Negotiating your salary

by Anonymous

My experience of negotiating was uncomfortable yet exhilarating. It was nerve racking yet I felt courageous. I was trembling in the inside yet I felt liberated. Without a doubt it was one of the most nerve racking things I have ever done because I did not want to be perceived as difficult. My fear lay in how I was going to be perceived by others. My fear was not in the potential decline or refusal of my negotiation but it was in being seen to be ‘difficult’ ‘proud’ or ‘arrogant.’ I feared that if I asked, my colleagues would not like me anymore.

But I pushed through these fears because I was convinced that I was asking for a just thing. I also felt that the pay being offered did not reflect my value and the impact I have made through the school over the years. But it was my strong conviction that helped me endure my whirlwind of emotions.

Be aware of the following whilst negotiating:

Subtle emotional manipulation. During the process of negotiation one of the interviewers said to me ‘we don’t do what we do (teach) for the money.’ Although this is true we do not, this had nothing to do with my request. I was not asking because I was greedy for money I was asking because the money offered did not match the school context, responsibility and increased accountability. But when I heard that, I started to feel bad and question myself. At that moment the confidence that I spent so much time in increasing by psyching myself up plummeted. I then had to remind myself why I was asking.

The uncomfortability. It is an uncomfortable process, it made me squirm. Therefore, always have a strong why to anchor you through the whirlwind of emotions that you will feel. Looking back the process was so worth it. Even if my request was not successful I wouldn’t have felt like I lost. In fact, I gained something so much more than an increase of salary and that is boldness and confidence. That process literally killed the people pleaser in me.

The thing in me that avoided confrontation died. My internal limitations within died. I almost felt like a new woman.

Human nature. Human nature by default is selfish. The position I went for was an internal position. Therefore when I was faced with some resistance in terms of my request I was shocked. I was disappointed as I thought the person would understand why I was asking, as we have a good relationship. But she could only see from her perspective as a leader. Luckily, I am very light hearted so I took no offence to it but it did open my eyes to the fact that ‘everybody is out there for themselves.’ Some people may perceive your request as a personal attack. Again the emotional manipulation of ‘you should be grateful for this opportunity, especially because you are young’ may ring to your ears but cling to your anchor!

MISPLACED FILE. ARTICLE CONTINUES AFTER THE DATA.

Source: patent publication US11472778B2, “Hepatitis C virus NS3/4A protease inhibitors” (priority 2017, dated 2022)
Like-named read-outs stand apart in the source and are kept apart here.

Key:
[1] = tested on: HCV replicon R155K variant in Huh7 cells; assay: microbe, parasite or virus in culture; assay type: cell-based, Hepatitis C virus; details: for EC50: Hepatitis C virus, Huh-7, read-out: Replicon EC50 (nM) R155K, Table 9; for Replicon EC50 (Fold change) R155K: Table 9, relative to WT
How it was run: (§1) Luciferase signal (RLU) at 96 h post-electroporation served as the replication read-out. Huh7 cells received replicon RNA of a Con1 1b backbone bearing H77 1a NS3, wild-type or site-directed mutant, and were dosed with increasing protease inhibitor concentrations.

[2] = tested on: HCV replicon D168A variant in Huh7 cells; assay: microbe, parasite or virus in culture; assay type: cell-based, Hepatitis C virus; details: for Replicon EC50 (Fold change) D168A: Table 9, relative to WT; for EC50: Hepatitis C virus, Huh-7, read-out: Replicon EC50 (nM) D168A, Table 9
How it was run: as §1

People will feel threatened by your boldness in negotiating but when this happens do not shrink back! Don’t be surprised if the threat comes from another woman! I could see in one of my leaders' eyes regret! That she wished she had the boldness in negotiating her pay, as my boldness and reminded her of her shrinking back. But I felt that her admiration formed into jealousy and therefore I felt she gave off some forms of hostility. Not too long prior, she had accepted a role and was offered a pay that was not aligned to the job role. Although she tried to negotiate she did not push as hard as I did and as a result I could see she had regrets.

Negotiating pay was such a liberating experience, that I will continue to do it as my career progresses. Thinking about it now gives me an adrenaline rush, whereas, before negotiating, the thought alone would make me squirm.

So, woman you have nothing to lose but everything to gain! Yes, my request had been granted but I had gained something way more than my request and that was confidence. Be brave. Be daring. Be bold. You will surprise yourself.

Lastly, I want to thank #WomenEd. Without #WomenEd I wouldn’t have even known to negotiate my pay, I didn’t even know that that was possible, I was completely oblivious to that opportunity. I also want to thank @ViviennePorritt for helping me improve my negotiation letter.

Tags:

Connect with us

Follow us  and contact us via:

Newsletter

Enter your email and we'll send you more information

Search